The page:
CEOs and the first 90 days

CEOs and the first 90 days

We hear again and again that leaders are navigating what might be the toughest-ever operating environment, given serial disruptions like gen AI, rising geopolitical risk, persistent economic uncertainty, and so forth.

Change and disruption is the norm, there is an ever-increasing reliance on data and executive dashboards, a disparate and changing workforce, and the leader’s rule book has been thrown out of the window.

To add to this challenging context, the recent McKinsey & Co publication, “CEO Excellence” provides some uncomfortable statistics:

Two in five CEOs within 18 months of taking the role are struggling. One in three, after three years, are asked to leave.”

“There’s some data that suggests that 60 percent of CEOs feel like they’re making it up as they go, because the role is one you can’t really prepare for. It’s one you’ve never had before.”

This was certainly my experience many years ago when becoming the Bristol Police Commander. I remember the huge desk dominating the office and a file with a list of community contacts……that was pretty much the sum of the handover. Oh, and the file on the St Pauls riot, to remind me that the historical context and the potential for community unrest was a real and present threat. Even in a city the size of Bristol I yearned for the sort of data and information that would be allow me to know what was really going on and what 1,500 people knew that I needed to know.

Taking over the helm of CEO is a monumental task and the actions he/she takes during their first three months as a new CEO will largely determine whether they succeed or fail.

Those first 90 days are a critical period and a window of opportunity to assess the organisation’s current state, spot the emerging threats and opportunities and identify the high impact areas.

Research by “CEO Excellence” suggests that only 1 in 12 CEOs will move from being an average performer to a top-quintile performer within a ten-year period. The best CEOs apply boldness to their approach, and this starts with their first 90 days.

Some of the most common mistakes CEOs make in the first 90 days include failing to listen, overestimating their abilities, neglecting culture and team dynamics and not setting clear priorities.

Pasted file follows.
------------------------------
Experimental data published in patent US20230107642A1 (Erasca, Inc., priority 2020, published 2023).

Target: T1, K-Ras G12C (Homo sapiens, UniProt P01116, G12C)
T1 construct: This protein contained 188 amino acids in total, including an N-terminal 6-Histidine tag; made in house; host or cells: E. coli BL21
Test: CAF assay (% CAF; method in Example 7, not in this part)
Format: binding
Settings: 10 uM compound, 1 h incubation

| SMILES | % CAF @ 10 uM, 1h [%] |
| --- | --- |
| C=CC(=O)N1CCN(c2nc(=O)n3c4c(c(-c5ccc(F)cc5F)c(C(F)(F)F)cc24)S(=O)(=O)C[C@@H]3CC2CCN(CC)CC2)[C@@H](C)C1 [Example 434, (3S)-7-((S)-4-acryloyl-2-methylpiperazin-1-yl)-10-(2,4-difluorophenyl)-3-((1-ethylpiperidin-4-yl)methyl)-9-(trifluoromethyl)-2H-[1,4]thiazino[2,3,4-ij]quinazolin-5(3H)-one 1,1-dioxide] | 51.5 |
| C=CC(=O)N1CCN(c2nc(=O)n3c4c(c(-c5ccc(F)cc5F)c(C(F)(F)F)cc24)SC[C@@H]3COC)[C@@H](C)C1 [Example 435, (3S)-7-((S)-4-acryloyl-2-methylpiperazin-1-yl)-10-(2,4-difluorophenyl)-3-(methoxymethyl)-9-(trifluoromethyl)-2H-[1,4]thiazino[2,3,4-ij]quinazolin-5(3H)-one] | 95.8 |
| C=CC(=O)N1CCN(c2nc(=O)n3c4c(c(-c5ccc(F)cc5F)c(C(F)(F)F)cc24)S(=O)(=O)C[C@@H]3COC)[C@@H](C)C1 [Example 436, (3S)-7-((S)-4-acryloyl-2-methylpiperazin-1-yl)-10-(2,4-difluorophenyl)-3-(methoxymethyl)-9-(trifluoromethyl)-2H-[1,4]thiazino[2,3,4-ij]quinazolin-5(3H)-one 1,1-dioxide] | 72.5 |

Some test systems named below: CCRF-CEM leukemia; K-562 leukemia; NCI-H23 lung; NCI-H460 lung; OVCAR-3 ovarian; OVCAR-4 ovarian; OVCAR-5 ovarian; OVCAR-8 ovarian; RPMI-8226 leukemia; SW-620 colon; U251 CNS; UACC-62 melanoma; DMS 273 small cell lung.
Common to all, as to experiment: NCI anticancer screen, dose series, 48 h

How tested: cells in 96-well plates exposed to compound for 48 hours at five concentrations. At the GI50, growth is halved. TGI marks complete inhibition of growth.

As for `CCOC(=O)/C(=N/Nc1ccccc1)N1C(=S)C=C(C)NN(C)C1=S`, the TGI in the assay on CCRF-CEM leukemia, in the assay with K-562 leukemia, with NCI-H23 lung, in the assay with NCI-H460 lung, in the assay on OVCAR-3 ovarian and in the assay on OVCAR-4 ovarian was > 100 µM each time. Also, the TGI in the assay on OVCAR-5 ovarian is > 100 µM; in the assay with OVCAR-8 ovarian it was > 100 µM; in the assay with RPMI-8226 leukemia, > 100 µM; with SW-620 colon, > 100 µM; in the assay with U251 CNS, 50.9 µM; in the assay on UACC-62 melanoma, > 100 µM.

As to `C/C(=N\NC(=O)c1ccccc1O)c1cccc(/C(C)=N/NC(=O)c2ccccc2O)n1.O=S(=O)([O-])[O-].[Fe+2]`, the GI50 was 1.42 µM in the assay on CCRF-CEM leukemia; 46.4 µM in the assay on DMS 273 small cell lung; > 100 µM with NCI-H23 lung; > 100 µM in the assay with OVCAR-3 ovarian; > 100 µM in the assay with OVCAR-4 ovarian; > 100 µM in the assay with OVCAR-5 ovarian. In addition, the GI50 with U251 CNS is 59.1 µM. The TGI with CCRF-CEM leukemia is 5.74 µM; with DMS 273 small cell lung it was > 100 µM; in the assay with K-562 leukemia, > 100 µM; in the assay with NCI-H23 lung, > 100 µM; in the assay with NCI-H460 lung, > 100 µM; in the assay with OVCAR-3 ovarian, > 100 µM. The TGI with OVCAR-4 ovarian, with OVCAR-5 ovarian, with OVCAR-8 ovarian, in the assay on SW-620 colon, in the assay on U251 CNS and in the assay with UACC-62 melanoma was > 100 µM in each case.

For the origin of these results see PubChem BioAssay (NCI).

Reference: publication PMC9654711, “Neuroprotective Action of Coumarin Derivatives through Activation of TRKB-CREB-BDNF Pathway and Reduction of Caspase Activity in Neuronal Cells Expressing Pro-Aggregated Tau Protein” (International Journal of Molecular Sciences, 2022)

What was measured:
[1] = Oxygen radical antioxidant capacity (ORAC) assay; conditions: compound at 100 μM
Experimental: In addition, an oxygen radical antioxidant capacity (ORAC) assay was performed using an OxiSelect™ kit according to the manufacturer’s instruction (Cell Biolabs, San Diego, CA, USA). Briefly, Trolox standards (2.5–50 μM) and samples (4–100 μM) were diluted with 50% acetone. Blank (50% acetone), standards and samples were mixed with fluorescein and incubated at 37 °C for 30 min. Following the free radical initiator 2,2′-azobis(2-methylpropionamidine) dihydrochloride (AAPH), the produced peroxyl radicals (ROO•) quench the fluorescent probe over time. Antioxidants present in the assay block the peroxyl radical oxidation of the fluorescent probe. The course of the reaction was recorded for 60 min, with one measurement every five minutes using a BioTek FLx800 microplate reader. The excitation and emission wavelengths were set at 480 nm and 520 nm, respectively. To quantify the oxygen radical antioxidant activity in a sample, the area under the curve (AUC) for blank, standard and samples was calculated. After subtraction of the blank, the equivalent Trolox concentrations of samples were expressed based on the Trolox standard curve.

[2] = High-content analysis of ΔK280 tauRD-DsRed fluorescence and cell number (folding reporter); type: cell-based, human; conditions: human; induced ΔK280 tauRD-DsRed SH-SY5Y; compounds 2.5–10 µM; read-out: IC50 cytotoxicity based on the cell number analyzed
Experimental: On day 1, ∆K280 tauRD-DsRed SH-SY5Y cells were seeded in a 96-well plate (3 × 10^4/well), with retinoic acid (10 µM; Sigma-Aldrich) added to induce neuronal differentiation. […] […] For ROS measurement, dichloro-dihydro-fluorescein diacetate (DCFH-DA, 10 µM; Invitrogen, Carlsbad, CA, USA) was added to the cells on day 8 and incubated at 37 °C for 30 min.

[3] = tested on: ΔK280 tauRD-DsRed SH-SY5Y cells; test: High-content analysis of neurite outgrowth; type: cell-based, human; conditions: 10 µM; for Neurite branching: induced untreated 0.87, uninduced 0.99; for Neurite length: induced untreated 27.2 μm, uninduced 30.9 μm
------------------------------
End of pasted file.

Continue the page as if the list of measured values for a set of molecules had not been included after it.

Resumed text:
In many ways, the first 90 days is an arbitrary marker. The transition clearly takes longer. In fact, it takes more than six months for 62% of externally hired CEOs to become fully productive. However, this doesn’t negate the need to craft a 90-day plan. It underscores just how important it is for incoming executives to maximise their first 90 days through, “research, consultation and introspection” (Harvard Business Review).

Further work by the Harvard Business Review revealed “Seven Surprises for New CEOs.

Surprise Three – “It is hard to know what is really going on”.  New CEOs discovered that what they used to know as a matter of course, because people shared openly and they we were able to get around the business, suddenly became filtered or missing completely. They were flooded with data, but reliable information was surprisingly scarce. Relationships had changed and it was so hard to get a clear picture of what was really going on.

Although obvious, as an incoming CEO, the main focus will be taking stock of where the organisation is now and where it needs to go, making sense of the business, if you will, “what’s the story here, what do I need to do next”.

Imagine that during the first 90 days you could find out:

  • What’s really going on
  • What’s likely to happen to performance
  • If everyone is aligned and engaged
  • If leaders are delivering
  • If decision-making is fast and effective enough

How to make that happen?

Data, Dialogue, Speed

Ensure you have the right data to augment decision-making. Engage in the “fierce conversations” that are needed, remembering leadership is a contact sport…… AI will not replace the nuance of conversation, the twinkle in the eye, the shrug, the glance out of the window. People follow people. And…… work at speed. The time scale for making decisions, small and large, has reduced.

Photo by Towfiqu barbhuiya on Unsplash